The deaths, only a couple of days apart, of the Manichaean figures of Kim Jong Il and Václav Havel invite some historical reflection. In Korea, the 38th Parallel was determined to be the division between North and South Korea one summer night in 1945 by two junior American officers — including the future secretary of state Dean Rusk, then a colonel. It was chosen as the dividing point to determine whether the Japanese garrison in Korea should surrender to the Soviet Union or to the United States. As the heavy-handed Japanese occupation of the Korean Peninsula, which had begun in aggressive conquest in 1895, ended, Rusk and his comrade did manage to save about 60 percent of the Koreans from the Kims, who were then barely a gleam in the sallow eyes of Stalin and Mao Tse-tung.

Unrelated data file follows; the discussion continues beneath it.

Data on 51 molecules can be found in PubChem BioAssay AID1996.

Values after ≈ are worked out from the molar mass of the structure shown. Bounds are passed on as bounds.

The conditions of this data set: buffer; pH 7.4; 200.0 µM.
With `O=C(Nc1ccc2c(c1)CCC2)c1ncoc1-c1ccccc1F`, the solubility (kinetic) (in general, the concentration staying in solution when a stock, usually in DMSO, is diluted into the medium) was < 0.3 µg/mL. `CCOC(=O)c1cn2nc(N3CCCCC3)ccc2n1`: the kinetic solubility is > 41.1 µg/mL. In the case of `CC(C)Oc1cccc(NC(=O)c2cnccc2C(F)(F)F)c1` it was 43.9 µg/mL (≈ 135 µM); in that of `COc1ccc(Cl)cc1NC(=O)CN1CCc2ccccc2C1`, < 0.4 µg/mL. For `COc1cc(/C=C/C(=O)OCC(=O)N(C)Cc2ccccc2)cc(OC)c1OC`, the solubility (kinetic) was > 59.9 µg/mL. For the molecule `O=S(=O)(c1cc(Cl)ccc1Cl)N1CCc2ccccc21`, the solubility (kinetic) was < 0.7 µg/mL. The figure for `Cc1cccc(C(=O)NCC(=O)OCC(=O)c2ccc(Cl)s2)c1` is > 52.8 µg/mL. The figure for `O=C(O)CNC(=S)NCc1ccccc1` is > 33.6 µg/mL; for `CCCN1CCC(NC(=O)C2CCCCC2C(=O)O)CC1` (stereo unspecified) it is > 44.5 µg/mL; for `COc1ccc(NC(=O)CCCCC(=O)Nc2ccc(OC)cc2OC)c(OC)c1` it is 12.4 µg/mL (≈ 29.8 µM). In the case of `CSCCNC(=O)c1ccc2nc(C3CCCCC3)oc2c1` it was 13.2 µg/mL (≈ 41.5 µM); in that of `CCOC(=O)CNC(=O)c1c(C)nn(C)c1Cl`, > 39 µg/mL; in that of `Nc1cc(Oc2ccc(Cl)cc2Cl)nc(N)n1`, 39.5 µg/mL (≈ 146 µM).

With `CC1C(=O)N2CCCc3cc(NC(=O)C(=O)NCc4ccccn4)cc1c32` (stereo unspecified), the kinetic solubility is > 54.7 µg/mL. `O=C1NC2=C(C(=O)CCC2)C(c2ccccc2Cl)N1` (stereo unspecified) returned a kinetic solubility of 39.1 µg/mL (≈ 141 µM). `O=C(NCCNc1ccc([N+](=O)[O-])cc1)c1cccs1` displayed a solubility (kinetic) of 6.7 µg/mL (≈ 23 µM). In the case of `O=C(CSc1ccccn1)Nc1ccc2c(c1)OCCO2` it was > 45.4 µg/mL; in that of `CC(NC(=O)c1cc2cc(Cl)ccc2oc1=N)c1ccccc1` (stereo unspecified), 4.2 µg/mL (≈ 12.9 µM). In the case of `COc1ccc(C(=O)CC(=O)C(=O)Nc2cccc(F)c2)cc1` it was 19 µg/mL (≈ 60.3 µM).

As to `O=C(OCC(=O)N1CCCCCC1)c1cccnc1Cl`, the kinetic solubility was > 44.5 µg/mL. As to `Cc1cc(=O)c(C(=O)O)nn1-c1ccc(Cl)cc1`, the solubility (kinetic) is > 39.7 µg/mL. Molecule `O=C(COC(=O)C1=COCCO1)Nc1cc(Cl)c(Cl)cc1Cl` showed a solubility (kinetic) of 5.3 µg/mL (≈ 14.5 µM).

On June 24, 1950, in an act of naked aggression, Kim Il Sung’s heavily armed (by Stalin) North Koreans, in what was widely seen as retaliation for the USSR’s being excluded from Japan, attacked across the 38th Parallel into the almost unarmed South. President Truman well remembered the weakness of the West over Manchuria and Ethiopia in the Thirties, and was one of the founders of the United Nations, of whom he said: “In this first big test, we just can’t let them down.” With the Soviet delegate to the U.N. absent in protest against Chiang Kai-shek’s retention of the Chinese Security Council seat, Truman received overwhelming support at the U.N. and domestically to assist the South Koreans.
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